Changing Landscape of Management Education

Dr. Dan LeClair
Vice President and Chief Knowledge Officer
AACSB International

As vice president and chief knowledge officer of AACSB International (AACSB), Dan LeClair is responsible for AACSB’s efforts to advance quality management education worldwide through thought leadership. He was the principal architect of Knowledge Services, which assists business school leaders to plan and make decisions using comparable data and information about trends and effective practices. Dan leads the research teams of AACSB and the Global Foundation for Management Education, a think tank joint venture of AACSB and the European Foundation for Management Development. He has served on numerous industry-wide committees and task forces (for organizations such as GMAC®, EMBA Council, and Aspen Institute Business & Society Program) and is an internationally recognized expert, author, and frequent presenter on business education topics. Prior to joining AACSB, Dan was an associate professor in The University of Tampa’s business school, where he also served as associate dean. He earned a Ph.D. in economics from the University of Florida.

Rahul- What are the top two trends in you are witnessing in the field of accreditation for management education?
Dan- First, more schools have been aiming for higher quality for many reasons, including mounting awareness that better management education can be an engine of development and innovation.  Second, participants (students, faculty, and staff) in management education are becoming more internationally mobile, while the information available to them about the quality of schools has been rather limited. Because accreditation provides a framework and mechanism for quality improvement and is a signal to stakeholders that the school will deliver on its promises, it is easy to understand why the demand for international accreditation, such as that offered by AACSB, has been rising.

Rahul- Indian management education has expanded very fast over last decade and has nearly 2,000 management institutions. However, this expansion has come at the expense of quality. What are your views on how accreditation approach and AACSB could help infuse quality in Indian management education?
Dan- Intellectual capital is the foundation for excellent management education, but is often hardest to develop in emerging economies such as India’s where qualified faculty are in extremely short supply. So for AACSB to achieve its mission to advance quality management education worldwide, it must not only offer transparent standards that challenge schools to achieve higher levels of quality, it must also find innovative ways to help schools develop faculty talent and scholarly cultures. AACSB must help schools to collaborate internationally on doctoral education and explore how intellectual capital also can be created through deep engagement with management practice and meaningful interaction with students—and not just through refereed journal articles.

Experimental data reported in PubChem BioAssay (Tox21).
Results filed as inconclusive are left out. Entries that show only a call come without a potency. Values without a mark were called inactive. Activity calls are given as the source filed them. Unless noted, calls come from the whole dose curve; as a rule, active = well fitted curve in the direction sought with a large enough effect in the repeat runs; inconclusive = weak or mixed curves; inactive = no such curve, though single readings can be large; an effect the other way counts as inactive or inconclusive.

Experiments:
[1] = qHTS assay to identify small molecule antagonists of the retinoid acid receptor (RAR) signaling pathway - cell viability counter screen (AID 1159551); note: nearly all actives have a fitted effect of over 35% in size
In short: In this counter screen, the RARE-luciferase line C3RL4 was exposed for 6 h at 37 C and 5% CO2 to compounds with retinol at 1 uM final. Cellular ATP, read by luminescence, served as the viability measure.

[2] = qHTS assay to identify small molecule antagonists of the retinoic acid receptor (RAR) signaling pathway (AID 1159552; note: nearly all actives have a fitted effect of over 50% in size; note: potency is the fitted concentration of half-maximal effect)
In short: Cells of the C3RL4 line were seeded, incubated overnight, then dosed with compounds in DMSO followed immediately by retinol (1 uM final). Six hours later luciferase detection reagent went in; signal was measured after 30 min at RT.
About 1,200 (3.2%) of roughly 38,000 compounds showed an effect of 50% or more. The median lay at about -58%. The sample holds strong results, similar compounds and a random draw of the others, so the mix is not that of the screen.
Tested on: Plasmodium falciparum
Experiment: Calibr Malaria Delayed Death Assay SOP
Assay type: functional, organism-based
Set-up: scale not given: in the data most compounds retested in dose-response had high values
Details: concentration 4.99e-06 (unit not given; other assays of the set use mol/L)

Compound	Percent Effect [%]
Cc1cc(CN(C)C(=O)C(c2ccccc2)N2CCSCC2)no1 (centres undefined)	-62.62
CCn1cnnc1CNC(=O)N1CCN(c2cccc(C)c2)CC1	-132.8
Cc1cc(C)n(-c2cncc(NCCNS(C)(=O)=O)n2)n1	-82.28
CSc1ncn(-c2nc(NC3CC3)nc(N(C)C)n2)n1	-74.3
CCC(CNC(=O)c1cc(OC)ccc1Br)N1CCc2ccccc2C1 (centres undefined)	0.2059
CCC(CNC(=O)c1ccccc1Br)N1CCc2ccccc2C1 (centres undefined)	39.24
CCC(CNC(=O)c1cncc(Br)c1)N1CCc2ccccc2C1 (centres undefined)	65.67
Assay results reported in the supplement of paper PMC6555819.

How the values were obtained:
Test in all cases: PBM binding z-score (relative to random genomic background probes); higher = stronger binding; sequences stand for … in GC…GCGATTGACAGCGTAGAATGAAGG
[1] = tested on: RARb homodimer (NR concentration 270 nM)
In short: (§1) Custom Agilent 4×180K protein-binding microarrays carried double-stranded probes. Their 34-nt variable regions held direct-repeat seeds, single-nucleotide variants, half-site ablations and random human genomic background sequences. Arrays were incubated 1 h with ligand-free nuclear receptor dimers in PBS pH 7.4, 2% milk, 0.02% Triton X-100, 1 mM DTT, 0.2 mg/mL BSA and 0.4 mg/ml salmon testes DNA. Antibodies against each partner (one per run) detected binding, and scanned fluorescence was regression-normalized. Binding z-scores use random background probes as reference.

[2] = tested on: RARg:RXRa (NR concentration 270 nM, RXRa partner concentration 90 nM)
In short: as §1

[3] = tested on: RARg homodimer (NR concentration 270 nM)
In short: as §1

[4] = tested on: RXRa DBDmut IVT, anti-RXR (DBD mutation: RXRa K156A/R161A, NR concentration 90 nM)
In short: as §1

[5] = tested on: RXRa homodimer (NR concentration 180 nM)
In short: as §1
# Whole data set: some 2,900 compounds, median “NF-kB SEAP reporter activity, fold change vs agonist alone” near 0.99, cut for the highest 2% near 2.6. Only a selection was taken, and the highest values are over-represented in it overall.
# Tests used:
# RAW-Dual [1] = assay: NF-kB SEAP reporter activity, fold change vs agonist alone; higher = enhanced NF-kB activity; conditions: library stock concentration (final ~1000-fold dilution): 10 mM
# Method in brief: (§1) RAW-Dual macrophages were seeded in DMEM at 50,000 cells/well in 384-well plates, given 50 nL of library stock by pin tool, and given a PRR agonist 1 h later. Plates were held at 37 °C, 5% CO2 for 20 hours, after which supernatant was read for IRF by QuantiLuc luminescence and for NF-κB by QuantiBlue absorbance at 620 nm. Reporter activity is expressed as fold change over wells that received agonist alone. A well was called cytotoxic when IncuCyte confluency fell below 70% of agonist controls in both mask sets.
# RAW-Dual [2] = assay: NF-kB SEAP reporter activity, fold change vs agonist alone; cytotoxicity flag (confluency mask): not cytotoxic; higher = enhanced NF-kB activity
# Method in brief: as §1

Rahul- What advice do you have for Indian management institutions who may be exploring to apply for AACSB accreditation in next couple of years, so that they are better prepared and make the best use of their resources for accreditation process?
Dan- Begin with a visioning exercise and deep strategic assessment. Among other things, this exercise will help to determine whether it makes sense for the school to pursue AACSB accreditation. The point is to decide on a set of long term goals, and then determine whether AACSB accreditation can help the school to achieve those goals. Next, get involved with the global management education community. One route is to join AACSB’s network, which is the world’s largest, consisting of nearly 1,200 schools across more than 70 countries. But don’t just join; participate in the events, conversations, and governance of AACSB. Finally, start the formal Pre-Accreditation process, which is designed to assist the schools in a journey of quality improvement that leads to accreditation.

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